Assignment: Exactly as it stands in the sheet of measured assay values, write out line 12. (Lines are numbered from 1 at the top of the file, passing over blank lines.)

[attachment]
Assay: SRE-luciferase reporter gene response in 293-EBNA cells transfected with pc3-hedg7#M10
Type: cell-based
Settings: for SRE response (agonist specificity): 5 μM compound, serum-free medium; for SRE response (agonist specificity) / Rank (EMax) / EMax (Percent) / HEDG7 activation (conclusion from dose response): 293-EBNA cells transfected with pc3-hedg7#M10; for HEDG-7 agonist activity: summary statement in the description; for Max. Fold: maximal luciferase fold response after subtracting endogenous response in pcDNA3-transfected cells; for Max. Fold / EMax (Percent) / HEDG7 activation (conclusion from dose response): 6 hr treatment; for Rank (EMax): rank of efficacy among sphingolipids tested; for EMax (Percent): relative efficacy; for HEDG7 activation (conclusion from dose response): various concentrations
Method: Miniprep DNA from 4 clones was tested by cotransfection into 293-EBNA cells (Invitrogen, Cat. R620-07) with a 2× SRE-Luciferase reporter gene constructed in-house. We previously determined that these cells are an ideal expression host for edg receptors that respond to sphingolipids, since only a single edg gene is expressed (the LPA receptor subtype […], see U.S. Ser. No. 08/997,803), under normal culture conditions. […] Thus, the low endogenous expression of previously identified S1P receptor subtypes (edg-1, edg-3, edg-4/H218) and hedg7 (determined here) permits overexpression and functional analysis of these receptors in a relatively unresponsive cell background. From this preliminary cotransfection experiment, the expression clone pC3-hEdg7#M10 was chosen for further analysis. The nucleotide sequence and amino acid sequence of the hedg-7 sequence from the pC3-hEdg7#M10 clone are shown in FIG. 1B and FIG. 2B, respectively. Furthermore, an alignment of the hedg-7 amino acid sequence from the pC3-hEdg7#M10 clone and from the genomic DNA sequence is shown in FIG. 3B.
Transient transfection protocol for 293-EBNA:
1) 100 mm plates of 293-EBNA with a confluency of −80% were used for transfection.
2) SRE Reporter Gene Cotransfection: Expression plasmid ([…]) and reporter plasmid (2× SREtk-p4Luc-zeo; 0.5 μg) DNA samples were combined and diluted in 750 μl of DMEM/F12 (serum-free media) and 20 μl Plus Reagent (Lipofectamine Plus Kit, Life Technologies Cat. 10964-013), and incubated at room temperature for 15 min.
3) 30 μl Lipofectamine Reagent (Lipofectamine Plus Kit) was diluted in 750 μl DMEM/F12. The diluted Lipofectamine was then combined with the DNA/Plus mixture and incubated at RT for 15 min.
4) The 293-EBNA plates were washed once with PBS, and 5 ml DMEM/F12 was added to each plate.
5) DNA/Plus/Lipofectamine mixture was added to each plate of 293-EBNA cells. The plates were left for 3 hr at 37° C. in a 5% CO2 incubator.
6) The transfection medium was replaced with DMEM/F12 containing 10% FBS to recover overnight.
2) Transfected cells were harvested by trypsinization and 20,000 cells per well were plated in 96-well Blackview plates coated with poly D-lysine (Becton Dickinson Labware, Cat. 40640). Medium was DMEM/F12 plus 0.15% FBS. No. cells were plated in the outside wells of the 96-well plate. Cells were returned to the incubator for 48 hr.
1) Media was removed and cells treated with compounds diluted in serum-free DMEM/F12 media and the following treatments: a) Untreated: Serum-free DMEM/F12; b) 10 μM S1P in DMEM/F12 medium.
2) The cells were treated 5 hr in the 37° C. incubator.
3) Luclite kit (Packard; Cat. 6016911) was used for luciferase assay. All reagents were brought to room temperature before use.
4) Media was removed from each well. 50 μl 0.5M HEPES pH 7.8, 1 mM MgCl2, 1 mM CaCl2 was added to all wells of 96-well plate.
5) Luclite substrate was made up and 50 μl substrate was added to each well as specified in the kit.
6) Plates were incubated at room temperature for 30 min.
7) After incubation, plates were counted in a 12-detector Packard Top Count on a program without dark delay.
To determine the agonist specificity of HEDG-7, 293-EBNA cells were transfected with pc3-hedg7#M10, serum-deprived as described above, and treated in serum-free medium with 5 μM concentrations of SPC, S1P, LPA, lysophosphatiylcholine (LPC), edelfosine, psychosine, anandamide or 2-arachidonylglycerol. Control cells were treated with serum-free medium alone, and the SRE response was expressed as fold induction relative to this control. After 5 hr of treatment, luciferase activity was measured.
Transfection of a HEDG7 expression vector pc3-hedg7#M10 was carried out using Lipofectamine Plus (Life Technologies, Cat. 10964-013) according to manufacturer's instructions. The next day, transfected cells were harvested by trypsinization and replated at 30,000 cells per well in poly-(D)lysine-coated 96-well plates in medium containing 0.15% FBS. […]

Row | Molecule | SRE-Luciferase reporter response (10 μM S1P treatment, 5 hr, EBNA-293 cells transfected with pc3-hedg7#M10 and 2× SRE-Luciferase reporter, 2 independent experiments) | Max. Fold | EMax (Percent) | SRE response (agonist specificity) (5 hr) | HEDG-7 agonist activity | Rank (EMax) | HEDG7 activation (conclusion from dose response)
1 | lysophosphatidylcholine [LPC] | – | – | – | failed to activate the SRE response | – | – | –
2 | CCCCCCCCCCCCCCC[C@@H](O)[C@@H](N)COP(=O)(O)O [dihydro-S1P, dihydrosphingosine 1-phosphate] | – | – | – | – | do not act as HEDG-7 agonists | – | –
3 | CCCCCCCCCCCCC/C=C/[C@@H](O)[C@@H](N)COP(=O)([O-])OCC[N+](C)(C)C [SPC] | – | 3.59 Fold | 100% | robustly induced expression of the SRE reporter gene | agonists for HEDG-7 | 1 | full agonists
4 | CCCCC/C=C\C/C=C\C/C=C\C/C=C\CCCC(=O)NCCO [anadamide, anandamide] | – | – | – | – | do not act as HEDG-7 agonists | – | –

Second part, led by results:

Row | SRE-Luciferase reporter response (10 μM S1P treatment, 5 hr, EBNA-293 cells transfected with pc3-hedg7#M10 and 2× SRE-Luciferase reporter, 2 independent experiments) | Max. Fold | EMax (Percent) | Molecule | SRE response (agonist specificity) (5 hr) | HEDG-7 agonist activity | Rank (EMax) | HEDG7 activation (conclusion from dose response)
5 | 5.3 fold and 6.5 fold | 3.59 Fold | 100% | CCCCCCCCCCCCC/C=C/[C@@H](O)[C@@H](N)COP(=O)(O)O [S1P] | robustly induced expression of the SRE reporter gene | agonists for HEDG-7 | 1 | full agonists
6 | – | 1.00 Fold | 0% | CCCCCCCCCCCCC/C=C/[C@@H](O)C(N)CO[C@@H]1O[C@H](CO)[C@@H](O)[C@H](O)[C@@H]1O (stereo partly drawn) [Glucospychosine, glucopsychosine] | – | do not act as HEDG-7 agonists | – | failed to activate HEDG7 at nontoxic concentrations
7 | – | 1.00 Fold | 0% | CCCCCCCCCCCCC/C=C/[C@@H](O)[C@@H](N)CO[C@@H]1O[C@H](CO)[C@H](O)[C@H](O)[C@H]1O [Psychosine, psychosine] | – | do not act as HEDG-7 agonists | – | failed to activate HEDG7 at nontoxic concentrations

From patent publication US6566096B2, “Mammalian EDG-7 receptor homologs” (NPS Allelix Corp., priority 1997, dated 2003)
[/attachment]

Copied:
2) Transfected cells were harvested by trypsinization and 20,000 cells per well were plated in 96-well Blackview plates coated with poly D-lysine (Becton Dickinson Labware, Cat. 40640). Medium was DMEM/F12 plus 0.15% FBS. No. cells were plated in the outside wells of the 96-well plate. Cells were returned to the incubator for 48 hr.